The holiday season often brings out the giving spirit. While we are busy counting our blessings and finding the perfect gifts for family members, many people also use this time of year to contribute to causes that are meaningful for their families or help their local communities. Of course, it’s also helpful that the holiday season also coincides with the end of the tax year, which also provide incentive to make those tax-deductible donations.
For the philanthropic-minded, here are some things to consider when planning your end-of year giving.
Check in with Your Financial Advisor
If you are making donations of relatively small amounts, this step may not be necessary. However, if you are considering larger donations, you always want to check with a CPA, your estate planner, or certified financial planner before making the gift. You will want to understand the tax implications of your donation, as well any impact it may have on your financial assets.
Your advisor will help you take into consideration your expected tax liability, so that you can offset that with various deductions. If your unearned income appreciated this year, or if you realized capital gains on an asset you sold, you may want to make adjustments to how much you plan to donate.
Consider Donating Stock
If you have assets in your stock portfolio that have greatly appreciated over the last year, you may be in a quandary on what to do. If you cash in, you will obviously have a considerable capital gain to report on your taxes. However, if you gift shares to your favorite charity, you can deduct the current market value as a charitable deduction. You can avoid the taxes on the appreciated stock, while also reducing your adjusted gross income by up to 30%. Plus, you can carry the deduction forward up to 5 years.
Don’t Miss the Deadline
In order to count for the current tax year, charitable gifts must be completed by December 31. However, the methods you use to make the gift have different requirements. For instance, if you make donate by check, the postmark determines the completion date. If you use a credit card, the important date is the day your account is charged. However, gifts of securities are a little more challenging. There is a process your broker has to go through in order to transfer in-kind assets to another owner. If you plan to do this, it’s best to get started early in December, to ensure you don’t miss the deadline. The date the transfer takes place is the date the IRS will recognize for deduction purposes.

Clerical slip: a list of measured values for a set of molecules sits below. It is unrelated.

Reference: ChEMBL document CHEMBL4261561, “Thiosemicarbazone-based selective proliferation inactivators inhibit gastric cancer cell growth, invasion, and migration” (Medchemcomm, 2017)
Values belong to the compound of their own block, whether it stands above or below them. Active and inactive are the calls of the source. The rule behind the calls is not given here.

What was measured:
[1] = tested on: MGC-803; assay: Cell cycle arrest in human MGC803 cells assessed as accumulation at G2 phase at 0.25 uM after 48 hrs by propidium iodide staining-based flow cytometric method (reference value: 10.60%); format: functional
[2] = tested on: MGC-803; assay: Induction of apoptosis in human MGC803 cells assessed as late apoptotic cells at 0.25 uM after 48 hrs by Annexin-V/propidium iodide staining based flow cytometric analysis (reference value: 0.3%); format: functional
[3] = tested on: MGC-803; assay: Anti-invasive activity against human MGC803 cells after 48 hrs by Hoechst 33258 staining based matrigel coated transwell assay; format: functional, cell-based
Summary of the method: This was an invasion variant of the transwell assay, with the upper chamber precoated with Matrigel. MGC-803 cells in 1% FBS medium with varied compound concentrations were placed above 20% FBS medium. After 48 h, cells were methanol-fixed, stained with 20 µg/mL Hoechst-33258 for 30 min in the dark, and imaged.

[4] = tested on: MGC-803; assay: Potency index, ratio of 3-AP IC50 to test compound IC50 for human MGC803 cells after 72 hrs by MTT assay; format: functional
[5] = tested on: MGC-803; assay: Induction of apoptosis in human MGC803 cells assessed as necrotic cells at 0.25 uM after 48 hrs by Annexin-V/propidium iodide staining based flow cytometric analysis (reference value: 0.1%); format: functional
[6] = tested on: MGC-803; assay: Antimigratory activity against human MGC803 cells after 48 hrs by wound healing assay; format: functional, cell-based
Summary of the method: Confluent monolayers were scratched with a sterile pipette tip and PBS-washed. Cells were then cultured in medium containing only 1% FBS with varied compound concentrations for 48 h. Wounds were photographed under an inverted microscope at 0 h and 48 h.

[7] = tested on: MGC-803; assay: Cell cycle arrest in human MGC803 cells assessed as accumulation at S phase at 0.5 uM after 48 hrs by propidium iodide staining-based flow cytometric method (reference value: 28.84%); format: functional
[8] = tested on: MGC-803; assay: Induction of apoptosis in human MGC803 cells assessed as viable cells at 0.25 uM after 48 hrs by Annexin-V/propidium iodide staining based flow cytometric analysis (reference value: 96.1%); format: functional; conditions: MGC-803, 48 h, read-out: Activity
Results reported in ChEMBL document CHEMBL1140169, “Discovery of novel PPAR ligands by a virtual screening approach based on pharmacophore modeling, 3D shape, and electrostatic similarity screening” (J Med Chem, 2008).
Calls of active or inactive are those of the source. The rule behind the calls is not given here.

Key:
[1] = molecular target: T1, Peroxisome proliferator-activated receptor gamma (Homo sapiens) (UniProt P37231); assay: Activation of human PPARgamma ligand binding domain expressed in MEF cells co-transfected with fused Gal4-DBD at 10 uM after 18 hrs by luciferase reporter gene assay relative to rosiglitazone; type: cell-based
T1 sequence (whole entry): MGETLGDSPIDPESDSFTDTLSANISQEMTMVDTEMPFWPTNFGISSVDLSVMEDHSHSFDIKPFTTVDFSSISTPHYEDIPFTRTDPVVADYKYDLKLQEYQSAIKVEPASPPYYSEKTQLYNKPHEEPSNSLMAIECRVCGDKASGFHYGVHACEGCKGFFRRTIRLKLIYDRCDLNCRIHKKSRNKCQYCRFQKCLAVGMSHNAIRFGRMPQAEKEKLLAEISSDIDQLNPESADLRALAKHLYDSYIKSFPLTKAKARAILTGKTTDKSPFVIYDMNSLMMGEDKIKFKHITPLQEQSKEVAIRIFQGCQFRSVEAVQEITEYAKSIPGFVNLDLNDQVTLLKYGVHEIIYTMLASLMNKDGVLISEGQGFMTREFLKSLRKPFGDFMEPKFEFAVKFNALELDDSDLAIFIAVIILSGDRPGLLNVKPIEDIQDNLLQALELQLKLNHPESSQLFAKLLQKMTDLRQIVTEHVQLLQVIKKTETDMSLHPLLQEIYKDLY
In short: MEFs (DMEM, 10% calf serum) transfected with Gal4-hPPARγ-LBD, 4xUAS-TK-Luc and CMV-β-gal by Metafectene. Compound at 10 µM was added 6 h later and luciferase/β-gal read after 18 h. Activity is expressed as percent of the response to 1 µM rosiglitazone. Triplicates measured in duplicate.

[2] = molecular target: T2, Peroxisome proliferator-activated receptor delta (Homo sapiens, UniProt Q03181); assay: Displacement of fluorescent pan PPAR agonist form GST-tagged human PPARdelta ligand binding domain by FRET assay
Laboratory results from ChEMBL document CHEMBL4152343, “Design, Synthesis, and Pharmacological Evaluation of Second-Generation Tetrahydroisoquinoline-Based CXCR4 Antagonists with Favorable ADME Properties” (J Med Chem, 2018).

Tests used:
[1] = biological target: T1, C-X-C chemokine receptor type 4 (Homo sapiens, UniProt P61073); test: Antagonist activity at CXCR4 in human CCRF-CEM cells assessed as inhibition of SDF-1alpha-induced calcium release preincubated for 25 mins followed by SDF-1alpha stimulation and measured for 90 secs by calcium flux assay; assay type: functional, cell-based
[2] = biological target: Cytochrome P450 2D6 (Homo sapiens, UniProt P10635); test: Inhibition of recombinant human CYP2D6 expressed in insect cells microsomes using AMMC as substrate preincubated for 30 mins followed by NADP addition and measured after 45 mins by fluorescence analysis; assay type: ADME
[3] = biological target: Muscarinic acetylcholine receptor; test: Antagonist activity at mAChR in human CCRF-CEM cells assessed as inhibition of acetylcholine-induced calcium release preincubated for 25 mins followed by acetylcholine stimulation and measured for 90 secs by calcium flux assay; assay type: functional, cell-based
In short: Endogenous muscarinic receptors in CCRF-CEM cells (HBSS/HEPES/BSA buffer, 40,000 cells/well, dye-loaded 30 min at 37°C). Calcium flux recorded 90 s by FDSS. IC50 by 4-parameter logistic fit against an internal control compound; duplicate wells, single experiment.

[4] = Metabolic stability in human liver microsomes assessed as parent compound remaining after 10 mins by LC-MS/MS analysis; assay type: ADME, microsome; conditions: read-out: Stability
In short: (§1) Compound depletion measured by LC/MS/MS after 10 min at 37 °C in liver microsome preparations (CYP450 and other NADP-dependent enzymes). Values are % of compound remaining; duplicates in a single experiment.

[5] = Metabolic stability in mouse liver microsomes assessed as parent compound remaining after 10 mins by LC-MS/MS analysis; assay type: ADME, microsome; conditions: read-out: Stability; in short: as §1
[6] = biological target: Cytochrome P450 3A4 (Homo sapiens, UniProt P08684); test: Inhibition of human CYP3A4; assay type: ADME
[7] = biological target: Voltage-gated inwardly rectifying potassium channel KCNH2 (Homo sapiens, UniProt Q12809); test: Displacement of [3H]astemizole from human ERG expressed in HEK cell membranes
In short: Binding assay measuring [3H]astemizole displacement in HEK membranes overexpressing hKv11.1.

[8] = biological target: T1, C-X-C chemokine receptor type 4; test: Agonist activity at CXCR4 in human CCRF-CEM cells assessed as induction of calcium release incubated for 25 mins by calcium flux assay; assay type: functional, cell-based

Research the Organizations You Support
Unfortunately, there are a lot of scammers out there who are looking to separate generous people from their money. And there are a lot of charitable organizations that don’t do the best job of efficiently utilizing the donations they receive. So how do you make sure your gift will be used wisely?
First, make sure the organization is a registered 501(c)(3) organization, which ensures you can deduct the donation on your taxes. Next look at the rating on the organization. Sites such as CharityNavigator.org and CharityWatch.org will rate charitable organizations based on transparency of their financial records and their overall efficiency. What you want is an organization with low operating expenses, with the vast majority of the donations going directly to the programs sponsored by the organization. You can also see watchlists, which will show you organizations that may not be reputable, so you can avoid them.
Leverage the Power of Your Employer
There are numerous companies that encourage charitable giving by their employees through matching donations, sometimes up to 100%. Check with your HR department on the guidelines for your organization. Some employers will require minimum donations (like $25 or $100), while others may limit the organizations to which they will match gifts. Some may even allow payroll deductions to your favorite charity. Regardless, this is a great way to increase the impact of your contribution.
Consider Donor-Advised Funds
Many banks and brokerages now offer “donor-advised funds” where you can donate cash or assets to the fund now, then direct contributions to charities later. This is a great way to lock-in your tax deduction, while you take more time to research the charities you wish to support. Of course, if you have the means, you can also set up your own charitable trust or family foundation, but the donor-advised fund offers a fairly hassle-free option that doesn’t require lawyers. Check with your bank or brokerage to see if this option is available to you.
Amp Up your Holiday Shopping
Many people will be using Amazon for much of their holiday shopping. If you use AmazonSmile to make your purchases, Amazon will donate a portion of your purchase price (on eligible items) to the charity of your choice. You can support anything from your local parochial school or Little League team all the way up to major international organizations. You are still using Amazon’s platform – same prices, products, and customer support. Just make sure you are logged into AmazonSmile before you start shopping. While these donations are not tax-deductible to you (Amazon gets the deduction!), it’s a great way to give effortlessly, with money you would be spending anyway. Find out more about the program here.
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